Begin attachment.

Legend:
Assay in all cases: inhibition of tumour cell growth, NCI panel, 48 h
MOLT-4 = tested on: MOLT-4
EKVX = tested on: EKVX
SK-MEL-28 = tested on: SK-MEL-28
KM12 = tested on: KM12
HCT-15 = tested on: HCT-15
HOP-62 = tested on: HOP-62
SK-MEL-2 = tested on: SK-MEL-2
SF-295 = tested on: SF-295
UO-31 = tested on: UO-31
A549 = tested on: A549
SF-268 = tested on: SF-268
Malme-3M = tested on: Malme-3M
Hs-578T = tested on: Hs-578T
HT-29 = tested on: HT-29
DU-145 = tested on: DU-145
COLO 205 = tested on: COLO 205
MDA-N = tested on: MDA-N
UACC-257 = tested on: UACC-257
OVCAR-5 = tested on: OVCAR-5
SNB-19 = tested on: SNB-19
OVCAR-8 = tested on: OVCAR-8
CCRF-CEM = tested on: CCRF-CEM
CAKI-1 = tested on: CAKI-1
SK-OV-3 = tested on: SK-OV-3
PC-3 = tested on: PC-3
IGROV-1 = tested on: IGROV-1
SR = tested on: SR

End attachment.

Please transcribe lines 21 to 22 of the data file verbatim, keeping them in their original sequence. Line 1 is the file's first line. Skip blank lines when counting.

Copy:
OVCAR-5 = tested on: OVCAR-5
SNB-19 = tested on: SNB-19